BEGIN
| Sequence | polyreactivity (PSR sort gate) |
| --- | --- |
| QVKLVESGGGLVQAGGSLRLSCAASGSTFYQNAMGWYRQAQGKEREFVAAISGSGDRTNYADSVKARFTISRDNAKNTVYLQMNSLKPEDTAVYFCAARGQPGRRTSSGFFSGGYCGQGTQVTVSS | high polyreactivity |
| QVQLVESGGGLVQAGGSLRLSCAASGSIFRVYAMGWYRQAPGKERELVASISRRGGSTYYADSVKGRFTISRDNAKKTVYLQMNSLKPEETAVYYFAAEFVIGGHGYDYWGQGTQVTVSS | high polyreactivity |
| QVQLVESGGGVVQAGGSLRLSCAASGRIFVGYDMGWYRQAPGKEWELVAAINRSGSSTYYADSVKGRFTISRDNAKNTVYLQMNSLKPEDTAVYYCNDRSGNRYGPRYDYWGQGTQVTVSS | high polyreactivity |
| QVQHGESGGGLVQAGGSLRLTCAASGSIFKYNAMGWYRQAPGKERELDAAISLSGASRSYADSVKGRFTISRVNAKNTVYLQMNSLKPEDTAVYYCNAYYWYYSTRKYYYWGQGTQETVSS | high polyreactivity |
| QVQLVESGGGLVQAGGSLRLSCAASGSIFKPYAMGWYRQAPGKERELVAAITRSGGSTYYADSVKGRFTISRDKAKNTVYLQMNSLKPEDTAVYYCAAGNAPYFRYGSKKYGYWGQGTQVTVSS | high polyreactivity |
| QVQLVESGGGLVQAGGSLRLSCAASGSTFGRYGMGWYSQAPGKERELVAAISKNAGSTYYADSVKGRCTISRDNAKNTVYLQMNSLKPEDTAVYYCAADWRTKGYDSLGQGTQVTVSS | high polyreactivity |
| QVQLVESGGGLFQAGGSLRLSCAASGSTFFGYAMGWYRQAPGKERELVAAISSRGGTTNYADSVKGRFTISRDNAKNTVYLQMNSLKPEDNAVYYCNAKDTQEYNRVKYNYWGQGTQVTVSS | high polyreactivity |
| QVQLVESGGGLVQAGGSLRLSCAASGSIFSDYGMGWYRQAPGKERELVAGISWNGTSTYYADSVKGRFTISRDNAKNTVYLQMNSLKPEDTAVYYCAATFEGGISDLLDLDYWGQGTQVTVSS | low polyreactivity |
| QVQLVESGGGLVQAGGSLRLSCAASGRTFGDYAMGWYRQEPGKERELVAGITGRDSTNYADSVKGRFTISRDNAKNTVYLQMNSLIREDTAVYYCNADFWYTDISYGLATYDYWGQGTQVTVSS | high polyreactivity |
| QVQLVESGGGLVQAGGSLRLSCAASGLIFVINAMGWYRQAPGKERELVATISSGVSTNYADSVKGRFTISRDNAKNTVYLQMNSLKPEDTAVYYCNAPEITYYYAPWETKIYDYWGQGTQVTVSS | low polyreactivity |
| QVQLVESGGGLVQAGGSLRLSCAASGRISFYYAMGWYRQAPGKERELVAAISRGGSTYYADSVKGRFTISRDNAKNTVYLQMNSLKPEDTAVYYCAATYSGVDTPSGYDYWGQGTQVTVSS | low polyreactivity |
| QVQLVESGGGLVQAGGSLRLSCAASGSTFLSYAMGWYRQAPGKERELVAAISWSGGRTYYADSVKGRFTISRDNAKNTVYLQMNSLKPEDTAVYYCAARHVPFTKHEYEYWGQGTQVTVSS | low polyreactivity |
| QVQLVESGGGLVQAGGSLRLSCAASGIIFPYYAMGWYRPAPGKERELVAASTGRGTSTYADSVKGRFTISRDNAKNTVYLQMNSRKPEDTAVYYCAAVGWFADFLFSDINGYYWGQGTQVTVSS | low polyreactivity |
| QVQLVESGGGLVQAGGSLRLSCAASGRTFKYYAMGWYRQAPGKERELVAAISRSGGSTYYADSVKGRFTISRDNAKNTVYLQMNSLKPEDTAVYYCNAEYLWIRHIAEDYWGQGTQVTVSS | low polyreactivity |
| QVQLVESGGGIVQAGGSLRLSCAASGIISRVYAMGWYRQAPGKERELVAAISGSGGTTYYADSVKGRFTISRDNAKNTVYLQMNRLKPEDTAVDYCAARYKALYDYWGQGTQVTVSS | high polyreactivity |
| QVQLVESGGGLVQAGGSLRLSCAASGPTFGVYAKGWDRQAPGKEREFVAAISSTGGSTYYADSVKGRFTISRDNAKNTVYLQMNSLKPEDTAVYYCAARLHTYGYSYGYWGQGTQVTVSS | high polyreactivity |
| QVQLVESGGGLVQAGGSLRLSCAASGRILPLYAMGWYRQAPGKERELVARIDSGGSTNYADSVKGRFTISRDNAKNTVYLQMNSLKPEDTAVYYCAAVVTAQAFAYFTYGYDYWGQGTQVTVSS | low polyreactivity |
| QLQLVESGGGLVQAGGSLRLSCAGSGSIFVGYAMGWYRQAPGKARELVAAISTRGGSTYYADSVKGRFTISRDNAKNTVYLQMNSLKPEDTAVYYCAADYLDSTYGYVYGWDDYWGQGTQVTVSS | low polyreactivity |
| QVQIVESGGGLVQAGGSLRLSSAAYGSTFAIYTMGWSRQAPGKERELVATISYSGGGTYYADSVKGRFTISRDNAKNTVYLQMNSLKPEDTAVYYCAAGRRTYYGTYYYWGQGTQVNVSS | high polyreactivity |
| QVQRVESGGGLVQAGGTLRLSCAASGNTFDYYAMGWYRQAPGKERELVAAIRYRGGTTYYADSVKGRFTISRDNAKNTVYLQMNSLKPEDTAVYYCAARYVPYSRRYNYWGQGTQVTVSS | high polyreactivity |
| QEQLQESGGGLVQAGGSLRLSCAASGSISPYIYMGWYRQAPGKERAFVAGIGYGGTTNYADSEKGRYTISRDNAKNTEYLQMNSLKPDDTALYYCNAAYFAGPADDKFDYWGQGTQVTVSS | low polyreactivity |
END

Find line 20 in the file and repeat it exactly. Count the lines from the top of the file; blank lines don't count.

| QLQLVESGGGLVQAGGSLRLSCAGSGSIFVGYAMGWYRQAPGKARELVAAISTRGGSTYYADSVKGRFTISRDNAKNTVYLQMNSLKPEDTAVYYCAADYLDSTYGYVYGWDDYWGQGTQVTVSS | low polyreactivity |